Incidentally, homeschool high schoolers gain solid skill in this kind of writing in 7Sisters essay writing curricula. (With practice, even reluctant writers can learn to be confident writing essays.)

Most of the time when students are writing their timed essays, they will not have access to their notes, internet or other resources

This is because timed essays are a test. Teachers want to know if a student has actually learned the material well enough that they understand it and can apply it to a prompt or problem.

To prepare for a timed essay test in a particular subject:

Students should study their course material just like they do for any test. However, it will also be good for them to be able to explain what they are learning to a peer (or their parents). If they can explain what they are learning, they most likely understand it fairly well.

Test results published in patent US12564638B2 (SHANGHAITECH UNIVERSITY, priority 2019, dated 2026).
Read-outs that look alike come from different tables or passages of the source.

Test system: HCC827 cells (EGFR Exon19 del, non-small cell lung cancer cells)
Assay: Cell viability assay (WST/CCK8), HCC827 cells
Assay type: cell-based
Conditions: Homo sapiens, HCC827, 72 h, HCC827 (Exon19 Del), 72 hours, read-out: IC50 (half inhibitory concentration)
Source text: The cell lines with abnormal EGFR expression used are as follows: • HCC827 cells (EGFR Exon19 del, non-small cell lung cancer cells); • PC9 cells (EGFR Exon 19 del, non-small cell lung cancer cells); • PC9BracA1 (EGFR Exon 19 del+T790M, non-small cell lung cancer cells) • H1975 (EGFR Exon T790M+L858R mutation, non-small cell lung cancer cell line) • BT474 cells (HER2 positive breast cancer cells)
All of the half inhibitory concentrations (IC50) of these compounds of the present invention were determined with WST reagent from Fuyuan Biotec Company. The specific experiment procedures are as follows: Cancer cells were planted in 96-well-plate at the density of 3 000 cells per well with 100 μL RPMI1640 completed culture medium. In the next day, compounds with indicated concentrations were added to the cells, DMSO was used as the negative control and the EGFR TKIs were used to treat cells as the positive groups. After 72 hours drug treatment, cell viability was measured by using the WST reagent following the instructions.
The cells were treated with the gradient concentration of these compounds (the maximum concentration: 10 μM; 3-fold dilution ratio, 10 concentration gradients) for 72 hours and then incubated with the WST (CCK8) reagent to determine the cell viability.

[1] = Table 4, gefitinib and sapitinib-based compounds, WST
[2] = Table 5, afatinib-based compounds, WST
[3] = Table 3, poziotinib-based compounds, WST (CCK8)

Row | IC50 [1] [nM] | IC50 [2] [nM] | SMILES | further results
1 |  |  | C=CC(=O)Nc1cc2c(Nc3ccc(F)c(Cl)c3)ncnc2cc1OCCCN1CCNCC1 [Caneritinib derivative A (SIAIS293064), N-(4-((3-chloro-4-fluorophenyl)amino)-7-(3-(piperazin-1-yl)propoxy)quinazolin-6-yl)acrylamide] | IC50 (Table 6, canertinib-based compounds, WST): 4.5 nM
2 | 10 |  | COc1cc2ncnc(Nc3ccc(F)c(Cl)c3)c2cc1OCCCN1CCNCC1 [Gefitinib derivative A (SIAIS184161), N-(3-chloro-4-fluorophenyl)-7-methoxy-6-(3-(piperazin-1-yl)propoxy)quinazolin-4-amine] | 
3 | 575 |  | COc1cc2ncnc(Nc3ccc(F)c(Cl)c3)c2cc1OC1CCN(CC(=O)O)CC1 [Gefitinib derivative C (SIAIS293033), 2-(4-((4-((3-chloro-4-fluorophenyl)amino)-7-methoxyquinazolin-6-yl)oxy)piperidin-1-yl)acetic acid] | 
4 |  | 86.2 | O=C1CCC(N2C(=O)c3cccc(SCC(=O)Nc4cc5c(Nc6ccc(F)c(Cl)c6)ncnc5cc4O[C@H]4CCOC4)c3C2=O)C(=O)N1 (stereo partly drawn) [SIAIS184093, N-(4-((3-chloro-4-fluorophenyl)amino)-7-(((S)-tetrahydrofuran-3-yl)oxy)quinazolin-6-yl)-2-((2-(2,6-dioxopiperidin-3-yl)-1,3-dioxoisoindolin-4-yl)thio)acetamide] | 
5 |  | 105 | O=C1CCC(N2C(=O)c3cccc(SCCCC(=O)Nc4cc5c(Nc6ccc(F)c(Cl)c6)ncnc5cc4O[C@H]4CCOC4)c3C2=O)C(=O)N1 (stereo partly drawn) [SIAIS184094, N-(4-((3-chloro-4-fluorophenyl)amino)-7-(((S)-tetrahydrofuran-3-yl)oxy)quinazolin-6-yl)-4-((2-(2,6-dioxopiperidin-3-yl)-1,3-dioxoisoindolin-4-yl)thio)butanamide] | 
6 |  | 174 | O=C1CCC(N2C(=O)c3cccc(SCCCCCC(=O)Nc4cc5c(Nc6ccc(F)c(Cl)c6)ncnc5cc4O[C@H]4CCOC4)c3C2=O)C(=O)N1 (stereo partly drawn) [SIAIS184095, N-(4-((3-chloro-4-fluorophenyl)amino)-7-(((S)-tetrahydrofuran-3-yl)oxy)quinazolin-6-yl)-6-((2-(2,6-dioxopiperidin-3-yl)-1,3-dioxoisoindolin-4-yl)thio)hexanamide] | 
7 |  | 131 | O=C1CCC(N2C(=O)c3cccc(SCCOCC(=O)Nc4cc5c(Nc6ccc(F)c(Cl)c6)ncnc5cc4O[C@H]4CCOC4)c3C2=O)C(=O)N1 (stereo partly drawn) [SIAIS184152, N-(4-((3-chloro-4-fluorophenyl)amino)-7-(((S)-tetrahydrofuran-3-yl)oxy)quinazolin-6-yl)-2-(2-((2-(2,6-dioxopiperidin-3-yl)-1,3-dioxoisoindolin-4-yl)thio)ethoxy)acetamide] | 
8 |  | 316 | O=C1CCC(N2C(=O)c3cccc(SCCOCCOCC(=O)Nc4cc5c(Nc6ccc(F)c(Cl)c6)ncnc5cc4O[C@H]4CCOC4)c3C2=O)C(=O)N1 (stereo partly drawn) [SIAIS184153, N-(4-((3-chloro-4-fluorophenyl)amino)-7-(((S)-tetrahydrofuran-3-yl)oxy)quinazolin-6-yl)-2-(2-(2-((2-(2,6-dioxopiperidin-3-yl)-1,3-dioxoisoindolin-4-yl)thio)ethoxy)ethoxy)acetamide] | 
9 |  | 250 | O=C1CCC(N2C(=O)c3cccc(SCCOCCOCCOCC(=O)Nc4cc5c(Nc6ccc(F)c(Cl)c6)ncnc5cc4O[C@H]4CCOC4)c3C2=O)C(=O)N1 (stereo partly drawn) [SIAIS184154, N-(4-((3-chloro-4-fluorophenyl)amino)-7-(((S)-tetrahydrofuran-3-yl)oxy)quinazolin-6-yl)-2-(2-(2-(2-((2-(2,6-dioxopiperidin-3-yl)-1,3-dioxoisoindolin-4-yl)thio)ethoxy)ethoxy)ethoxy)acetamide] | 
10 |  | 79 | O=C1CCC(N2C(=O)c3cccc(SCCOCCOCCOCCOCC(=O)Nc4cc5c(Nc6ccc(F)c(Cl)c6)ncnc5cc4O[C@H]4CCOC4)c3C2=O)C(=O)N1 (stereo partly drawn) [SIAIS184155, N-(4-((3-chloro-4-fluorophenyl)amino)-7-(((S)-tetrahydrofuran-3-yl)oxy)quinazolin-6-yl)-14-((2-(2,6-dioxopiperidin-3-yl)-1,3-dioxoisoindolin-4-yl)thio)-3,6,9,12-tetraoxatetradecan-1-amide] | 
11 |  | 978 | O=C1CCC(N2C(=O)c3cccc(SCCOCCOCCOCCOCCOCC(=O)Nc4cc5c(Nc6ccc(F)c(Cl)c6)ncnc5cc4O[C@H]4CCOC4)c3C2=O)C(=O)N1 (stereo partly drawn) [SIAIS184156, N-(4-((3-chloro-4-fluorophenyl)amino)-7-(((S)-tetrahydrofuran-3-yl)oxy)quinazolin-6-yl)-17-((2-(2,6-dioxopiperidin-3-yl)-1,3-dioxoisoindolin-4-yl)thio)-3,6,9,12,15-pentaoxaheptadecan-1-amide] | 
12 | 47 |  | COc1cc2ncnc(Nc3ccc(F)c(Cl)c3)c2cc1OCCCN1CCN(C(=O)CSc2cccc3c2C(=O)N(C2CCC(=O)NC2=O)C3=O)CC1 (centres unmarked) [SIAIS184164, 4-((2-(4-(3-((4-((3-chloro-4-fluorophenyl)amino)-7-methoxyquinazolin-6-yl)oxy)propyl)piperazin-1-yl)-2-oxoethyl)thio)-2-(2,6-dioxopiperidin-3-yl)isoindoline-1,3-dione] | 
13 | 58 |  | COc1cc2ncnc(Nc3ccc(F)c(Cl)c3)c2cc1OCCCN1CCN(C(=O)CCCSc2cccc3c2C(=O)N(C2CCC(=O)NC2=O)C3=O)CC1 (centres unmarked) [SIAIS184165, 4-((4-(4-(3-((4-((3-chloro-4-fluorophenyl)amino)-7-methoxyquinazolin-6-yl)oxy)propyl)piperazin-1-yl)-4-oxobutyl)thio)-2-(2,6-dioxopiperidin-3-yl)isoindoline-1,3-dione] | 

• Not only that, but if they are able teens can prepare for essay tests by:
  • Memorizing a few details or facts (dates, locations, biological structures, etc)
  • Know two or three of specific examples or illustrations about the material being tested
  • BONUS: If there is a famous quote and they memorize it, that can add some sparkle to the essay

During the test:

7Sisters essay writing curriculum coaches teens through the timed-essay process, along with practice essays. Basically, though teens will use their five-paragraph essay-writing skills. The more practice they get during high school, the easier it is when they get to college.